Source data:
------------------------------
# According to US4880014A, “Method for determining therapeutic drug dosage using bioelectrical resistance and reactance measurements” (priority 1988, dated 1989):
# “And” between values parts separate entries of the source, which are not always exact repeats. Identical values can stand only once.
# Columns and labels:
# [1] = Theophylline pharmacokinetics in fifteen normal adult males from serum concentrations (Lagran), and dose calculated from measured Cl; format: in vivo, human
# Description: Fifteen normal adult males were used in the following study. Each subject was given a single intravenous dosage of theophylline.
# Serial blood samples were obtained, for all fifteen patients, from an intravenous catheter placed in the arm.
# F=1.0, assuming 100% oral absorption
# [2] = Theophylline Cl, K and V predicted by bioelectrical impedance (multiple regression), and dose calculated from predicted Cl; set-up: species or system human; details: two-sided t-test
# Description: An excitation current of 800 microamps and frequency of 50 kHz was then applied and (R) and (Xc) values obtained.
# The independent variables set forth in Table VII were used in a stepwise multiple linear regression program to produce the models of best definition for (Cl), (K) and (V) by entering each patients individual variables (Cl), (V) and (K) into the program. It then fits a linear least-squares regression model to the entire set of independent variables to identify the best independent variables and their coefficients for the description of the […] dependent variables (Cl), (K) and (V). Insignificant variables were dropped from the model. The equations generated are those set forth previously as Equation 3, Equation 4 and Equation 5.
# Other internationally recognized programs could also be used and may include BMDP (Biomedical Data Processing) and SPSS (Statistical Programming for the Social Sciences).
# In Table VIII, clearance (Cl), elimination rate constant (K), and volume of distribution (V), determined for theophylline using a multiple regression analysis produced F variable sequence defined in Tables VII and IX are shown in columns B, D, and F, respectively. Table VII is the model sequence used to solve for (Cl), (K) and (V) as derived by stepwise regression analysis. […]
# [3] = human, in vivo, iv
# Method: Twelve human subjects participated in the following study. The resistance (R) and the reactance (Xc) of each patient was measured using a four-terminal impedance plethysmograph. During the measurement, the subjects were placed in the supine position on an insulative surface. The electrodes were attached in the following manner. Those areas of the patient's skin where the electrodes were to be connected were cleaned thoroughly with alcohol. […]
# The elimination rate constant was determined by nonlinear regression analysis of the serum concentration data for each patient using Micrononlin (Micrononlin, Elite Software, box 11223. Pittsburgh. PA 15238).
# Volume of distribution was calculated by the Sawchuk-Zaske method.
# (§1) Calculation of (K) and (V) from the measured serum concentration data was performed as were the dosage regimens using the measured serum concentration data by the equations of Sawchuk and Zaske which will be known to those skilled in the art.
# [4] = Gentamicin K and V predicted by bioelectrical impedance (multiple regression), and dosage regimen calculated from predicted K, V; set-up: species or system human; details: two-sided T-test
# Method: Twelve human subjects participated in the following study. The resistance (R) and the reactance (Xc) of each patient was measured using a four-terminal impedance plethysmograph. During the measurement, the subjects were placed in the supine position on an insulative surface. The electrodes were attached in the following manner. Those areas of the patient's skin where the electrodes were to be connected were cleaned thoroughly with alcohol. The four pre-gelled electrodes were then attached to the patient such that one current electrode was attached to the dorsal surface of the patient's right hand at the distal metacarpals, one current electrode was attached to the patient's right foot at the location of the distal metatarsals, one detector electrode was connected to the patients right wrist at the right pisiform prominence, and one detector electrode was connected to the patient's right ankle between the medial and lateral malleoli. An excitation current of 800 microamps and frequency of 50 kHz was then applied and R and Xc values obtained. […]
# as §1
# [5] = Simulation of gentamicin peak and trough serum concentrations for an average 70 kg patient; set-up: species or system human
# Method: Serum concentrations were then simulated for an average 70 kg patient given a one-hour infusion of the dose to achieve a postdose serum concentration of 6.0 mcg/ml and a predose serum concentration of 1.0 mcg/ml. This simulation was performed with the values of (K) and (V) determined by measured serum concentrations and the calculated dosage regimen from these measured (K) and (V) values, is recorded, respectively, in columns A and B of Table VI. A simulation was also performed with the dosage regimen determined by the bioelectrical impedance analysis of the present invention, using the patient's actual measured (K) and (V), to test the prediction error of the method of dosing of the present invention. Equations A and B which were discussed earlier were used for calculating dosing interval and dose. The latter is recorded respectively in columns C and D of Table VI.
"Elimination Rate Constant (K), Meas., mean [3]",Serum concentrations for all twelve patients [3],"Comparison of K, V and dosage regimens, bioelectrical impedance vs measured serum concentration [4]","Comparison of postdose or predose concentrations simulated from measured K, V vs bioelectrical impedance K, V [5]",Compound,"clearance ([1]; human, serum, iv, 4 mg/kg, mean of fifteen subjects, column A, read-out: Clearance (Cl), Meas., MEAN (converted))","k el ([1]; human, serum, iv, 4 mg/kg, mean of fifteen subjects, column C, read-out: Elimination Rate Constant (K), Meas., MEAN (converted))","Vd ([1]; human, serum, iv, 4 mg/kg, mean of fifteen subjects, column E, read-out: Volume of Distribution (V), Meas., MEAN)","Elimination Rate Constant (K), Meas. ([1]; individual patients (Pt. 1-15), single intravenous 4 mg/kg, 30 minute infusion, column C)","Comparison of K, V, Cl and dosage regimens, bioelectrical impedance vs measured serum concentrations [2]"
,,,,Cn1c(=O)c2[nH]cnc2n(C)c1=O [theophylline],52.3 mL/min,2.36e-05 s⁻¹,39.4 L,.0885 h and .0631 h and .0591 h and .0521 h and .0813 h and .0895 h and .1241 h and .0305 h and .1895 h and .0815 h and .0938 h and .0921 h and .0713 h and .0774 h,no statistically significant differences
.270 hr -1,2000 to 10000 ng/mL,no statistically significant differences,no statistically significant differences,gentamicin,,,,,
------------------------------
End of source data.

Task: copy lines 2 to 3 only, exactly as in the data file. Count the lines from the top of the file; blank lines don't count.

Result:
# “And” between values parts separate entries of the source, which are not always exact repeats. Identical values can stand only once.
# Columns and labels: